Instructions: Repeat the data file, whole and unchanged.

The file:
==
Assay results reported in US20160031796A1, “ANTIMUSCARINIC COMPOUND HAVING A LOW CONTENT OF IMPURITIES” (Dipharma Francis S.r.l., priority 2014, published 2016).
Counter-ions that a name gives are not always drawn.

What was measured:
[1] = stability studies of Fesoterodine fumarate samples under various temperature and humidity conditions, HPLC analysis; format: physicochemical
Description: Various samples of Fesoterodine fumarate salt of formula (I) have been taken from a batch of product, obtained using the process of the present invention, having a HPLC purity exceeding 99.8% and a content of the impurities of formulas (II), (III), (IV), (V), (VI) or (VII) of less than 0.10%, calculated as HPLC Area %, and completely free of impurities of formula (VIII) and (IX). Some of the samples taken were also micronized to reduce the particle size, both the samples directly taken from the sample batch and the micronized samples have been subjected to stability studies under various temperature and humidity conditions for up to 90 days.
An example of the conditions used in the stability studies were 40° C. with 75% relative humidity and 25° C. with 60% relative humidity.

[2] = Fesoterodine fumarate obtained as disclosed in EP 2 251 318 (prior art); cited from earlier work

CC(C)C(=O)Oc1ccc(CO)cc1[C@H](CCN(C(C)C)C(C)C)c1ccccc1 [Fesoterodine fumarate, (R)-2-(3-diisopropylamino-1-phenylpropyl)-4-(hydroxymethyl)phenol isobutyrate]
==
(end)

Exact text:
Assay results reported in US20160031796A1, “ANTIMUSCARINIC COMPOUND HAVING A LOW CONTENT OF IMPURITIES” (Dipharma Francis S.r.l., priority 2014, published 2016).
Counter-ions that a name gives are not always drawn.

What was measured:
[1] = stability studies of Fesoterodine fumarate samples under various temperature and humidity conditions, HPLC analysis; format: physicochemical
Description: Various samples of Fesoterodine fumarate salt of formula (I) have been taken from a batch of product, obtained using the process of the present invention, having a HPLC purity exceeding 99.8% and a content of the impurities of formulas (II), (III), (IV), (V), (VI) or (VII) of less than 0.10%, calculated as HPLC Area %, and completely free of impurities of formula (VIII) and (IX). Some of the samples taken were also micronized to reduce the particle size, both the samples directly taken from the sample batch and the micronized samples have been subjected to stability studies under various temperature and humidity conditions for up to 90 days.
An example of the conditions used in the stability studies were 40° C. with 75% relative humidity and 25° C. with 60% relative humidity.

[2] = Fesoterodine fumarate obtained as disclosed in EP 2 251 318 (prior art); cited from earlier work

CC(C)C(=O)Oc1ccc(CO)cc1[C@H](CCN(C(C)C)C(C)C)c1ccccc1 [Fesoterodine fumarate, (R)-2-(3-diisopropylamino-1-phenylpropyl)-4-(hydroxymethyl)phenol isobutyrate]